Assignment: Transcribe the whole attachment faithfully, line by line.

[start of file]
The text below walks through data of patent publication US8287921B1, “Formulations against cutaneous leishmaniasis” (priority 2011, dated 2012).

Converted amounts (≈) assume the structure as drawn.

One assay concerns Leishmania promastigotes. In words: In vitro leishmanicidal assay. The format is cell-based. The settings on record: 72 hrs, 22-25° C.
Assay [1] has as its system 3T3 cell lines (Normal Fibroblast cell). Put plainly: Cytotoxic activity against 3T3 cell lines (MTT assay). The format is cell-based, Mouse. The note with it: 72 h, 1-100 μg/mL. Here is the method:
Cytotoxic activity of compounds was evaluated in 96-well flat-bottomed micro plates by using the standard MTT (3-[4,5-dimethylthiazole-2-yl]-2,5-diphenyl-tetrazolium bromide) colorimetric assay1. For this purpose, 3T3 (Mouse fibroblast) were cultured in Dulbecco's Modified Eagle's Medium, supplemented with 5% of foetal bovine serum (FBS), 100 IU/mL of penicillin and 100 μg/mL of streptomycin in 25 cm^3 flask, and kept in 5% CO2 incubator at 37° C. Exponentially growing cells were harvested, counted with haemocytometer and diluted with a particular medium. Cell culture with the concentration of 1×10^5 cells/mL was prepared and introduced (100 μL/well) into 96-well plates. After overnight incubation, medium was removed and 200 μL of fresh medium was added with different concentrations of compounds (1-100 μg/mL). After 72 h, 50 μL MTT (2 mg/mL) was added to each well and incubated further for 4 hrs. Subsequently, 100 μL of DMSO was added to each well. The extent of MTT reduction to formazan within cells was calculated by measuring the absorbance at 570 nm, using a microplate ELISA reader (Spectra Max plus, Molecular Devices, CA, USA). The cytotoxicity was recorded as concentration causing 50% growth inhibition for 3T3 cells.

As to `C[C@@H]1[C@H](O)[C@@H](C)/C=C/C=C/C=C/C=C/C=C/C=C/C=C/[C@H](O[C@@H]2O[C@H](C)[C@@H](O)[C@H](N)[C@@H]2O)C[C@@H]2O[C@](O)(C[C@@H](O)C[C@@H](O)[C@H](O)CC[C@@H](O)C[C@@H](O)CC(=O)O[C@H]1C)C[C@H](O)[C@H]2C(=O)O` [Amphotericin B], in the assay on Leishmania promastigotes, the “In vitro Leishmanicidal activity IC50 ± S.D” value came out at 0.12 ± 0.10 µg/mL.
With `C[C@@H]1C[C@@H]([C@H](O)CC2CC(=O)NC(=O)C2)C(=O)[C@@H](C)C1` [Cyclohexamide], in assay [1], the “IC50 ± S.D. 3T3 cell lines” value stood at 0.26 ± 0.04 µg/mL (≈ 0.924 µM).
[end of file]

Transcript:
The text below walks through data of patent publication US8287921B1, “Formulations against cutaneous leishmaniasis” (priority 2011, dated 2012).

Converted amounts (≈) assume the structure as drawn.

One assay concerns Leishmania promastigotes. In words: In vitro leishmanicidal assay. The format is cell-based. The settings on record: 72 hrs, 22-25° C.
Assay [1] has as its system 3T3 cell lines (Normal Fibroblast cell). Put plainly: Cytotoxic activity against 3T3 cell lines (MTT assay). The format is cell-based, Mouse. The note with it: 72 h, 1-100 μg/mL. Here is the method:
Cytotoxic activity of compounds was evaluated in 96-well flat-bottomed micro plates by using the standard MTT (3-[4,5-dimethylthiazole-2-yl]-2,5-diphenyl-tetrazolium bromide) colorimetric assay1. For this purpose, 3T3 (Mouse fibroblast) were cultured in Dulbecco's Modified Eagle's Medium, supplemented with 5% of foetal bovine serum (FBS), 100 IU/mL of penicillin and 100 μg/mL of streptomycin in 25 cm^3 flask, and kept in 5% CO2 incubator at 37° C. Exponentially growing cells were harvested, counted with haemocytometer and diluted with a particular medium. Cell culture with the concentration of 1×10^5 cells/mL was prepared and introduced (100 μL/well) into 96-well plates. After overnight incubation, medium was removed and 200 μL of fresh medium was added with different concentrations of compounds (1-100 μg/mL). After 72 h, 50 μL MTT (2 mg/mL) was added to each well and incubated further for 4 hrs. Subsequently, 100 μL of DMSO was added to each well. The extent of MTT reduction to formazan within cells was calculated by measuring the absorbance at 570 nm, using a microplate ELISA reader (Spectra Max plus, Molecular Devices, CA, USA). The cytotoxicity was recorded as concentration causing 50% growth inhibition for 3T3 cells.

As to `C[C@@H]1[C@H](O)[C@@H](C)/C=C/C=C/C=C/C=C/C=C/C=C/C=C/[C@H](O[C@@H]2O[C@H](C)[C@@H](O)[C@H](N)[C@@H]2O)C[C@@H]2O[C@](O)(C[C@@H](O)C[C@@H](O)[C@H](O)CC[C@@H](O)C[C@@H](O)CC(=O)O[C@H]1C)C[C@H](O)[C@H]2C(=O)O` [Amphotericin B], in the assay on Leishmania promastigotes, the “In vitro Leishmanicidal activity IC50 ± S.D” value came out at 0.12 ± 0.10 µg/mL.
With `C[C@@H]1C[C@@H]([C@H](O)CC2CC(=O)NC(=O)C2)C(=O)[C@@H](C)C1` [Cyclohexamide], in assay [1], the “IC50 ± S.D. 3T3 cell lines” value stood at 0.26 ± 0.04 µg/mL (≈ 0.924 µM).